Even as you are filming, you don’t know the ending.

Naomi Kawase, the official documentarian for the 2020 Tokyo Olympics, has never attended an Olympic event. “I’ve watched them on television,” she quickly adds, “but I’ve never been to a venue, and I wasn’t even born at the time of the previous Tokyo Games. I know nothing about the Games yet, and I’m really excited about what’s to come.”

With less than a year to the Opening Ceremonies, some events still haven’t announced which athletes will be competing. From a filmmaker’s point of view, this means that although the locations are set, many of the leading roles are yet to be cast. Undaunted, Kawase has turned her attention to those athletes who are expected to compete. She is particularly interested in the connection between their physical and spiritual dimensions, as well as the rising uniformity of international athletes.

“The way leading athletes look and speak is becoming increasingly homogenous. This has been common in the West for a long time, but it’s remarkably interesting to see it happening in an island country like Japan. It wasn’t the case during the Tokyo Games of Ichikawa’s era, and it’s interesting because I think it will offer insight into the Japanese identity.”

In addition to the athletes, she is also curious about what impact the Games are having on the host country. “Everyone’s talking about 2020, but what does that mean? That’s what I want to explore. I want to think about this as a Japanese person and understand what this milestone brings to Tokyo and what it means for Japan.”

Kawase then goes on to clarify her approach. “Documentary films are not simply records,” she declares. “They have a narrative that is built on facts, and in this case, I create that narrative. I will film it from the perspective of a Japanese person in a way that only I can. One of the most unique challenges of making a documentary is that, even as you are filming, you don’t know the ending.”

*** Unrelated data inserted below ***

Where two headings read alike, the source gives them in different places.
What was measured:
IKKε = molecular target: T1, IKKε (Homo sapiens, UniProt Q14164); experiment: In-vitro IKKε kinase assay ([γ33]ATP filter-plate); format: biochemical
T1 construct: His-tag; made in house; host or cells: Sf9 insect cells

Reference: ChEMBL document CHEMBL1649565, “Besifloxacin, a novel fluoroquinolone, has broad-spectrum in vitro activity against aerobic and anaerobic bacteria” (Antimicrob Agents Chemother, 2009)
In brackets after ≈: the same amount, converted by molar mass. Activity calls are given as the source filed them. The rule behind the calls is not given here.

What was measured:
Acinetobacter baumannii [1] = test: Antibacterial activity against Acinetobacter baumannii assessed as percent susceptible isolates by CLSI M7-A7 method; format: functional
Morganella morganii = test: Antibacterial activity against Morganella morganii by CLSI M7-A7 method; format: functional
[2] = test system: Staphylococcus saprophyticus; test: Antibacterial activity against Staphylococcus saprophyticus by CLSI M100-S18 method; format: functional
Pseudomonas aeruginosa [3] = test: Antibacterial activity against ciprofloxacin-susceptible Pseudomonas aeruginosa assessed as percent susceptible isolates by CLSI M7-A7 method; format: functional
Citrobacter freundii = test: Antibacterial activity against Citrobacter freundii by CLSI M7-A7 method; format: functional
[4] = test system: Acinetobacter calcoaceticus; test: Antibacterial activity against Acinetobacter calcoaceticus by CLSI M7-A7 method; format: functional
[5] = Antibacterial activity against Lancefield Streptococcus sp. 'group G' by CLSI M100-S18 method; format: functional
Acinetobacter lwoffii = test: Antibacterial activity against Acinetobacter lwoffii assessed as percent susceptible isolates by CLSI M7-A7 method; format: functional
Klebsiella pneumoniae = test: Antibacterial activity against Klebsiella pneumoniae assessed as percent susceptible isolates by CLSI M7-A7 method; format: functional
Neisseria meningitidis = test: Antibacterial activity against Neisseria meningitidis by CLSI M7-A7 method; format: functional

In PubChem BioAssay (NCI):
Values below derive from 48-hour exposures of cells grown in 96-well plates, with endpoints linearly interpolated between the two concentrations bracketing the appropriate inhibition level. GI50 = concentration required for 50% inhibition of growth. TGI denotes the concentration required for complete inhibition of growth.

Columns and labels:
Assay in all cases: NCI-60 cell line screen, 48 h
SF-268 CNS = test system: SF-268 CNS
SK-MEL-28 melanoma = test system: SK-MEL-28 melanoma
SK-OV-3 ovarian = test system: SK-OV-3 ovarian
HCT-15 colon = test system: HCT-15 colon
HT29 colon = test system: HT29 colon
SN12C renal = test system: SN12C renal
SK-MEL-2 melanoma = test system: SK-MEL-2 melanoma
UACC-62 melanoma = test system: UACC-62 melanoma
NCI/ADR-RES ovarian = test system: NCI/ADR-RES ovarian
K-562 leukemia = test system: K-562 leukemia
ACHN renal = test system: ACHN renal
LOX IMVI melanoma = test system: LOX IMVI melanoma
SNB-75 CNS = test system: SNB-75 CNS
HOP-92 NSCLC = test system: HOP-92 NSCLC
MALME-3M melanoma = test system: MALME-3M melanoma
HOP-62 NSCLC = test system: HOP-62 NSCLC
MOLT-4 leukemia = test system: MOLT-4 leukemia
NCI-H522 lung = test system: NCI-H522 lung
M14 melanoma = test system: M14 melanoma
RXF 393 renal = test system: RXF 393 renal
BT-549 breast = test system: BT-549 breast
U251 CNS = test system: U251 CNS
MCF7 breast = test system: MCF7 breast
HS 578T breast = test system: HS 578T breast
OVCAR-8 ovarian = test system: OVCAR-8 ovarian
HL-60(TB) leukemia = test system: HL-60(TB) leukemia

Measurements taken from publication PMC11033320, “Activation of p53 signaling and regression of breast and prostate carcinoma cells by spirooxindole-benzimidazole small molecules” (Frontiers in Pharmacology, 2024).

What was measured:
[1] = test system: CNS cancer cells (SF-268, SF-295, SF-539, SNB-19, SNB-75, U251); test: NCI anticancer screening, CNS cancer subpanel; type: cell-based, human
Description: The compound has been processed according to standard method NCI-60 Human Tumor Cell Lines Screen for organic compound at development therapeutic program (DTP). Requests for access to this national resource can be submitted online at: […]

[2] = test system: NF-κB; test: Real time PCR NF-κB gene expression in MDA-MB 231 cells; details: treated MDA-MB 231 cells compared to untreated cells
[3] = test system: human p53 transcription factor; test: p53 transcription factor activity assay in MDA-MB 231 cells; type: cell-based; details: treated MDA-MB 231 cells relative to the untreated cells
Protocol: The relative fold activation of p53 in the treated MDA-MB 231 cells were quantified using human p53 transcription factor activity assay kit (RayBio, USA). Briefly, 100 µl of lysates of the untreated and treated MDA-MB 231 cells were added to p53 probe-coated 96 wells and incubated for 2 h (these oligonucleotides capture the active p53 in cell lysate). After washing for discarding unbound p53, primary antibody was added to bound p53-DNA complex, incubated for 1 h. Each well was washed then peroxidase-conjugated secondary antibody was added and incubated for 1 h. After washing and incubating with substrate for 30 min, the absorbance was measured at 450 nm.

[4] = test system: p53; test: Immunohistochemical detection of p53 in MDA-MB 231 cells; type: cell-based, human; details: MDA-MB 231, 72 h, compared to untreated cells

In high school, Kawase was an excellent basketball player, and during her final game, she tearfully recognized the passing of her last moments on the court. Later, as she began her filmmaking career, she found great fulfilment in preserving moments, freezing them in time so they could be passed on to others. To her, it is an important responsibility, one that now extends to the Tokyo 2020.

“I want to fulfil the duty I was given,” she says gently but with unmistakable determination. “I hope to create an original narrative that will shine a light on these events for future generations.”

Interview and article by TEAM A
With the cooperation of the National Film Archive of Japan

Making it easier for ANA Group employees to live in harmony with the environment.

Today, companies are able to operate successfully only if they maintain harmony with the Earth. Indeed, it has become widely accepted that environmental conservation, climate change countermeasures, and initiatives to protect biodiversity are fundamental social responsibilities. Accordingly, the ANA Group is focused on how best to realize Sustainable Development Goals (SDGs), an outgrowth of the Environmental Social and Governance (ESG) management initiative.

For example, many ANA Group employees work with local governments and other companies to achieve environmental goals. Such efforts include the ANA Forest of the Heart Project in Miyagi Prefecture, which supports environmental conservation and reconstruction; Team Tyura Sango, a coral conservation project that began in 2004 in Okinawa Prefecture; and efforts to preserve the exotic ecosystem at Yambaru National Park in Ogimi, Okinawa.

When it comes to environmental responsibility, we believe that every employee has something to contribute. This year, we began holding workshops that foster an awareness of the positive and negative trade-offs that arise from the work we do. Employees are asked to think about these issues and given the opportunity to help transform the negatives into positives.

Such an approach emphasizes to employees the importance of the contributions they make to their own communities. Those who have taken part describe how they feel more connected to the Earth and note changes in their daily behavior in regards to the environment.

The year 2020 marks a decade since the devastating Tohoku earthquake and tsunami. It is also the year of the Tokyo Olympics and Paralympic Games. For the ANA Group, 2020 represents a year of hope and opportunity, one in which each employee continues to cherish the relationships we have built with local communities; strives to grow the business sustainably; and lives in true harmony with the environment.

Mami Sato
CSR Promotion
ANA Holdings Inc.

Hitoshi Kamimura
Senior Director
ANA Holdings Inc.


Naomi Kawase

Film Director

Born in Nara prefecture. Her award-winning films deal with real-life stories and receive excellent reviews. Won the Golden Camera and Grand Prix at the Cannes Film Festival. Director for the Official Tokyo 2020 Olympics Film. The Japanese release of her latest work, Comes Morning, is scheduled for 2020.

Back Number